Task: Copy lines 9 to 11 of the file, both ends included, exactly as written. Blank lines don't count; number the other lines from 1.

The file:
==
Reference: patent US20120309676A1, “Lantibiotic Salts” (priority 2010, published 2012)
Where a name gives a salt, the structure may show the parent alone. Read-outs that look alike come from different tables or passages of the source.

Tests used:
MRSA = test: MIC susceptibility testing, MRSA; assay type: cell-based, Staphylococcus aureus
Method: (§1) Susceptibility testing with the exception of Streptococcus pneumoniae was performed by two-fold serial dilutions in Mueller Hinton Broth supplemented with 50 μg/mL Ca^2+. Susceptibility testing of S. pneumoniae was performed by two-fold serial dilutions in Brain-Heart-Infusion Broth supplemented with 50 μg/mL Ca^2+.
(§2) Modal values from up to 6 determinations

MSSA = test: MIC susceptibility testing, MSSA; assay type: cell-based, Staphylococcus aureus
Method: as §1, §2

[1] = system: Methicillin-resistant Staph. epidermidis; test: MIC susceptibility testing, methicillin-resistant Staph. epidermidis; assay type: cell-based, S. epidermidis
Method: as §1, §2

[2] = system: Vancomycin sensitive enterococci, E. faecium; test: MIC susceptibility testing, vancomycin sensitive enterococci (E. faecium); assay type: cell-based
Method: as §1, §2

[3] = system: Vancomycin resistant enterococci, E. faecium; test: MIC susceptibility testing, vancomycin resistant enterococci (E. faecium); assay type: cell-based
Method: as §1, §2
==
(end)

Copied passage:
[1] = system: Methicillin-resistant Staph. epidermidis; test: MIC susceptibility testing, methicillin-resistant Staph. epidermidis; assay type: cell-based, S. epidermidis
Method: as §1, §2

[2] = system: Vancomycin sensitive enterococci, E. faecium; test: MIC susceptibility testing, vancomycin sensitive enterococci (E. faecium); assay type: cell-based